Thitiwat has previously filed royal defamation complaints against 2 other people, including Prasong Khotsongkhram, who was arrested on 8 July 2021 and was held in pre-trial detention for 27 days before being granted bail.
Chakorn was moved from Mukdahan to Nonthaburi, where he was taken for a temporary detention request. During the hearing, the inquiry officer told the court that he should not be granted bail because the charges carry a high penalty and he was likely to flee. The court disagreed, granting bail using a security of 150,000 baht. Bail was covered by the Will of the People Fund, which was established to help those being prosecuted for taking part in the pro-democracy movement.
TLHR noted that Chakorn’s arrest is another example of how the royal defamation law can be used to harass people who subscribe to different political beliefs, as the law allows anyone to file a complaint. There have been previous cases in which complaints were filed based on social media posts at police stations far from where the accused live, requiring them to spend time and money travelling to police appointments and court hearings.
224 people have been charged with royal defamation in 242 cases since November 2020. Of these cases, 111 resulted from complaints filed by members of the public, who TLHR said are likely to be pro-monarchy activists. 127 out of the 242 cases also resulted from social media activities.NewsSection 112Royal defamationlese majesteonline freedomThitiwat Tanagaroon
Princess’ abrupt illness puts royal succession under spotlight
As Princess Bajrakitiyabha remains hospitalised on Friday, attention on social media is turning to her status as the presumed heiress to the throne – a significant role rarely acknowledged in public but taken seriously by a number of analysts.
In this 10 November 2020 file photo released by the Royal Household Bureau, Princess Bajrakitiyabha visits an exhibition at Siam Paragon shopping mall in Bangkok.
The 44-year-old, whose real name is Bajrakitiyabha Narendira Debyavati, but known to Thais simply as Princess Bha, collapsed while training her dog at a military facility in Nakhon Ratchasima on Thursday, according to a palace statement. The palace does not mention whether she’s regained her consciousness, and when she’s expected to make full recovery.
The lack of information may end up fueling more anxiety over the future of the Royal Family, especially considering Princess Bajrakitiyabha’s unique role in the institution. Although the king has yet to formally name a successor, the princess has been recognised by observers of the Thai monarchy as the most viable candidate, due to a number of reasons.
“At this point, there is no designated Heir Apparent, [but] much of the public hypothesised that Princess Bha will be the next royal successor,” Japan-based academic and monarchy critic Pavin Chachavalpongpun wrote in a Facebook post, which gained over 21,000 reactions.
First, as pointed out by Pavin, there’s her birthright. Princess Bajrakitiyabha is not only the eldest child of King Vajiralongkorn, but also his only issue whose parents retain their royal titles to this day.
In this 14 March 2021 file photo released by the Royal Household Bureau, Princess Bajrakitiyabha presents a lecture about Thai laws to a selected group of students in Rayong province.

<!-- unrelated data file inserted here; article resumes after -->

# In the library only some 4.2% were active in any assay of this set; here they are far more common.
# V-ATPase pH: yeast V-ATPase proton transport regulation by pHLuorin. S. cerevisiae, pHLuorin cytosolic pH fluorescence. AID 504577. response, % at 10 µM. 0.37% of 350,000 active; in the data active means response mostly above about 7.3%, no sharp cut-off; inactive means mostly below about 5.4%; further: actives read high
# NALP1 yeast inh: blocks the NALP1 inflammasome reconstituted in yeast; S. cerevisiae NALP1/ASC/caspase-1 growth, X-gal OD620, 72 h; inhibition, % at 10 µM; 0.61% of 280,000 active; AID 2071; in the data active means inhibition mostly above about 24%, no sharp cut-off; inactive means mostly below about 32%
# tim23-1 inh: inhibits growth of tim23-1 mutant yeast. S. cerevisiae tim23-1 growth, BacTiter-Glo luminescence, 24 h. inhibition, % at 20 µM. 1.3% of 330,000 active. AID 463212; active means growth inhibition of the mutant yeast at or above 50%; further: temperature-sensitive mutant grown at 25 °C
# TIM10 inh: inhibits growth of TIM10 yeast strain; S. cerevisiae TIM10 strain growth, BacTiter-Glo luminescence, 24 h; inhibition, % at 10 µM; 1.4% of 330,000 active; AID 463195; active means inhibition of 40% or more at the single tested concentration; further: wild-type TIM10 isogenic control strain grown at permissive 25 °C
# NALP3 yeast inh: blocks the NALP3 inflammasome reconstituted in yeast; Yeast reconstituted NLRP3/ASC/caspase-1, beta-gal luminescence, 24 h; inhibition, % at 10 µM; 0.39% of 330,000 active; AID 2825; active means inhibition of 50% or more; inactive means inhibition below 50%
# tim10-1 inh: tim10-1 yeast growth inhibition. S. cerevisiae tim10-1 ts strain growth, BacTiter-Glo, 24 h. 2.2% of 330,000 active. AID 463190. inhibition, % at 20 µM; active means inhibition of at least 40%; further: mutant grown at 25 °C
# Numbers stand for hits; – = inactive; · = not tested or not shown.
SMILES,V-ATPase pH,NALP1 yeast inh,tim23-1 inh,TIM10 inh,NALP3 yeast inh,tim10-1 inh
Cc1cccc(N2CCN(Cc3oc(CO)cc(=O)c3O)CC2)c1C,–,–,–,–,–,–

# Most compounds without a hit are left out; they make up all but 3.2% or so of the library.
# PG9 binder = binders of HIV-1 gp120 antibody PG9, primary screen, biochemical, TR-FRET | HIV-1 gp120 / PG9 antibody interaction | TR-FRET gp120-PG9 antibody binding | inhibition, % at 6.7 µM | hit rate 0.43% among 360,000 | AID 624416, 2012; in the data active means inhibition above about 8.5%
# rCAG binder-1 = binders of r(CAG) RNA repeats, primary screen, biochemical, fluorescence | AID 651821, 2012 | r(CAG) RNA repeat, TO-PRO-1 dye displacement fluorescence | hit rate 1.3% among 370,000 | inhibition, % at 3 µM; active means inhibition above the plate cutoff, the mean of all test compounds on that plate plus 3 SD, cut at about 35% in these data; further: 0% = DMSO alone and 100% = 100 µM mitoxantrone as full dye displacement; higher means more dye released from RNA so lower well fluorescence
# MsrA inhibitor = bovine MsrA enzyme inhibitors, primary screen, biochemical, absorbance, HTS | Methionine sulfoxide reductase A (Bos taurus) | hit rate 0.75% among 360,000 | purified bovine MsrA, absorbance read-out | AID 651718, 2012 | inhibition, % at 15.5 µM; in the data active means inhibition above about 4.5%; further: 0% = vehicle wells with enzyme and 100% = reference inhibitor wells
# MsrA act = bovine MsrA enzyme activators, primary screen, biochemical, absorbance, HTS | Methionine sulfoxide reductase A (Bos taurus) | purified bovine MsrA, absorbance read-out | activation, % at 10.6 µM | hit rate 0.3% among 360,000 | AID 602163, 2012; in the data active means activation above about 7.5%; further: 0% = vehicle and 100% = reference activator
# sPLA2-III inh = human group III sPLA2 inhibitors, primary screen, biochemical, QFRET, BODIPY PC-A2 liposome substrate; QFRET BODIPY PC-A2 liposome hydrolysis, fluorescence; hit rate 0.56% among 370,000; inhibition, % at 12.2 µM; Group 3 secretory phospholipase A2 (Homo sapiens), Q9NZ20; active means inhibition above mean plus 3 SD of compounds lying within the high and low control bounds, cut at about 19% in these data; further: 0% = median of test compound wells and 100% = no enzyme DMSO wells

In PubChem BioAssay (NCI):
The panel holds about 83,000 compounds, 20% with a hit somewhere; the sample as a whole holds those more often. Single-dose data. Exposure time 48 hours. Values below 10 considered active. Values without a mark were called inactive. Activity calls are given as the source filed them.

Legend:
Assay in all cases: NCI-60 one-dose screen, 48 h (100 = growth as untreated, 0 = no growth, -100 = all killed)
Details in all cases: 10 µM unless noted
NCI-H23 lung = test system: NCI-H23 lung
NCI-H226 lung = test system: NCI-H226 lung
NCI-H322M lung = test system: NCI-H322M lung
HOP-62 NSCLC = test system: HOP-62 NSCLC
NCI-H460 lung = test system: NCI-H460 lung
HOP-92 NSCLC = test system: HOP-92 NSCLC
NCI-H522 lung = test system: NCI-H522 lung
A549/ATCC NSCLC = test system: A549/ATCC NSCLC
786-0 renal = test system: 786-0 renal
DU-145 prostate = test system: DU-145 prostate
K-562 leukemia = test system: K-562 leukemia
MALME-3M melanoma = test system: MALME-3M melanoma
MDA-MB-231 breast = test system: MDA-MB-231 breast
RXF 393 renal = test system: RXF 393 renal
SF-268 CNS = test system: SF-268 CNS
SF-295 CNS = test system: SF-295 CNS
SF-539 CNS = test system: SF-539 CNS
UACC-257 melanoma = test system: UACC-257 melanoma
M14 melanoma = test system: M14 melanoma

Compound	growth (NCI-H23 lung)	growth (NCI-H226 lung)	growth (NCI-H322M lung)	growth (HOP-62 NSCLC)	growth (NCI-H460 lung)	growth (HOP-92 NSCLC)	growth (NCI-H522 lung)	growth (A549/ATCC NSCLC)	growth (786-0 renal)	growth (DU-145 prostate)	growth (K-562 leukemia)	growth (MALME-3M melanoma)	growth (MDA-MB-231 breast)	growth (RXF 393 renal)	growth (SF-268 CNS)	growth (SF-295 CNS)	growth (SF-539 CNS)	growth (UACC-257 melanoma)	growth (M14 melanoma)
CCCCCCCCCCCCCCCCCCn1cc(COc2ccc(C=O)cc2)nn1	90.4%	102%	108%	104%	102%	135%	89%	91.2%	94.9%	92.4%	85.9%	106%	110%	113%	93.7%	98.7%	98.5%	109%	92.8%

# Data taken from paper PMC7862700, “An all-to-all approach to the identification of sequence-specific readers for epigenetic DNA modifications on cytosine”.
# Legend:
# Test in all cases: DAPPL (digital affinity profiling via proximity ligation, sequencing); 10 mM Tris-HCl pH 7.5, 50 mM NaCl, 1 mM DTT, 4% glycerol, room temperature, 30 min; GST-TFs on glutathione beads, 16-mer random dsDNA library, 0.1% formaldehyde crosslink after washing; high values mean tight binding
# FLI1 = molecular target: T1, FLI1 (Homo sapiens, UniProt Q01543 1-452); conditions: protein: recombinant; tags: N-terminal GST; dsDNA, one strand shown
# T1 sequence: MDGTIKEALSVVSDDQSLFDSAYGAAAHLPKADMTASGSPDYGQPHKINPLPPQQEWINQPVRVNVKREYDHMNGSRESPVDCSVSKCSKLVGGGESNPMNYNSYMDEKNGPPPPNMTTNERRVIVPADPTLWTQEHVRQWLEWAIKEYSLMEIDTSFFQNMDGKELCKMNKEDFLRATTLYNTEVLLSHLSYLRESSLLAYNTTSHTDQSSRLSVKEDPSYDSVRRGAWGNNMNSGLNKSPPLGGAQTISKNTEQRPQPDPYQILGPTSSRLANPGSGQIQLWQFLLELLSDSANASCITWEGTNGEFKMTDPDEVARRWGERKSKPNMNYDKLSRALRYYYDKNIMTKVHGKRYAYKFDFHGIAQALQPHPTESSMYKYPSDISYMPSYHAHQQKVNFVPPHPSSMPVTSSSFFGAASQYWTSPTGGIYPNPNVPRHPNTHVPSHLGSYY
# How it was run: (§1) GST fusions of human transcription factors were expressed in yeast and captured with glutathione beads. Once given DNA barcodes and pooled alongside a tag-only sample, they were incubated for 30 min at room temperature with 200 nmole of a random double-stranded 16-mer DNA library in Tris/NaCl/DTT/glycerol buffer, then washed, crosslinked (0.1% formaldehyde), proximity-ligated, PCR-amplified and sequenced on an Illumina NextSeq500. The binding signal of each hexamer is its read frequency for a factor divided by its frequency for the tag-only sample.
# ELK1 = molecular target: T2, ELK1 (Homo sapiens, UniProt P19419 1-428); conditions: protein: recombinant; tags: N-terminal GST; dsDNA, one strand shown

The princess was born in 1978 to then-Crown Prince Vajiralongkorn and his wife, Princess Soamsawali, who was also his cousin. Although the pair later divorced in 1991, Princess Soamsawali remains a key member of the Royal Family.
She also often appears at important royal events and duties alongside her daughter, Princess Bajrakitiyabha, such as last week’s exhibition about a charity foundation they set up together.
This unique parentage alone sets Princess Bajrakitiyabha apart from her half-siblings: Princess Sirivannavari (born 1987 to the King’s second wife) and Prince Dipangkorn Rasmijoti (born 2005, to His Majesty’s third marriage).
Princess Sirivannavari’s mother, Sujarinee, lost her royal title in 1996 following allegations about embezzlement of palace funds and inappropriate conduct with an official.
A similar fate befell Prince Dipangkorn’s mother in 2015, when members of her family were arrested for allegedly running crime syndicates and exploiting royal connections for their financial gains. The King eventually divorced her and stripped her of royal titles.
Although Sujarinee and the king had four sons together, they are believed to be residing overseas as commoners – Sirivannavari is the sole child from that marriage to retain royal title – and without any known plan in the near future to return to Thailand.
Princess Bajrakitiyabha also cultivated an image fitting of a benevolent ruler in recent years. Among the flurry of public roles and causes taken up by the princess include legal reforms, welfare of female convicts, and overhaul of Thailand’s notoriously overcrowded prisons.
A Cornell graduate with a law degree, Princess Bajrakitiyabha is listed as a public prosecutor based in eastern Thailand. In early 2021, she received a rank of General from the King and was appointed command in the elite royal bodyguards unit.
That same year, the princess surprised the public by doing away with her long hair and adopting the military haircut preferred by the royal guardswomen. The change is seen by many as her dedication to the new role and a display of deep personal connections with the King.
In this still image from the Royal Household’s news broadcast on 12 February 2021, Princess Bajrakitiyabha lights candles during a Chinese New Year ritual at a palace in Bangkok.